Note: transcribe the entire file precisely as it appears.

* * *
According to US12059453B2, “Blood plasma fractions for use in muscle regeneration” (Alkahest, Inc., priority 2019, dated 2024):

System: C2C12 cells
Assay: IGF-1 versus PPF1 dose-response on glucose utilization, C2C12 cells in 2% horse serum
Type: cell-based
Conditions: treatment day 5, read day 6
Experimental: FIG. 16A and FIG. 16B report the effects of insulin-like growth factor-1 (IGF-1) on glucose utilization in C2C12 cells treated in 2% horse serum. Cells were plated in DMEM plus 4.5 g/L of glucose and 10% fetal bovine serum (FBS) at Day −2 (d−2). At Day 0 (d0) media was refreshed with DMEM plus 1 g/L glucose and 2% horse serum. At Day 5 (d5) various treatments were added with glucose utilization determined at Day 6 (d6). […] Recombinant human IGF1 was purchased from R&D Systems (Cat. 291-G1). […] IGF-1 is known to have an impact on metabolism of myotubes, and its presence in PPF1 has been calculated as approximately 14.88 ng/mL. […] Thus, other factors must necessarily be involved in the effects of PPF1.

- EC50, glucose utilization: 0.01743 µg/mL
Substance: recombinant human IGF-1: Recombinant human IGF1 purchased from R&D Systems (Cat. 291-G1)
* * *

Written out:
According to US12059453B2, “Blood plasma fractions for use in muscle regeneration” (Alkahest, Inc., priority 2019, dated 2024):

System: C2C12 cells
Assay: IGF-1 versus PPF1 dose-response on glucose utilization, C2C12 cells in 2% horse serum
Type: cell-based
Conditions: treatment day 5, read day 6
Experimental: FIG. 16A and FIG. 16B report the effects of insulin-like growth factor-1 (IGF-1) on glucose utilization in C2C12 cells treated in 2% horse serum. Cells were plated in DMEM plus 4.5 g/L of glucose and 10% fetal bovine serum (FBS) at Day −2 (d−2). At Day 0 (d0) media was refreshed with DMEM plus 1 g/L glucose and 2% horse serum. At Day 5 (d5) various treatments were added with glucose utilization determined at Day 6 (d6). […] Recombinant human IGF1 was purchased from R&D Systems (Cat. 291-G1). […] IGF-1 is known to have an impact on metabolism of myotubes, and its presence in PPF1 has been calculated as approximately 14.88 ng/mL. […] Thus, other factors must necessarily be involved in the effects of PPF1.

- EC50, glucose utilization: 0.01743 µg/mL
Substance: recombinant human IGF-1: Recombinant human IGF1 purchased from R&D Systems (Cat. 291-G1)